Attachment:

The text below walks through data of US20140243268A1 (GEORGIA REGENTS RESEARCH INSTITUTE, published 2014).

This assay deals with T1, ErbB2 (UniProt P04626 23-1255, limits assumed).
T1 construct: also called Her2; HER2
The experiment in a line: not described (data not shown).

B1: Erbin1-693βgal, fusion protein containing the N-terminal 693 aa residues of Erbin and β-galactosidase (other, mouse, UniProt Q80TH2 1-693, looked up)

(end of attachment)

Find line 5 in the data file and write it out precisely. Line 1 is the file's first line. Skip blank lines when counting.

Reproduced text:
B1: Erbin1-693βgal, fusion protein containing the N-terminal 693 aa residues of Erbin and β-galactosidase (other, mouse, UniProt Q80TH2 1-693, looked up)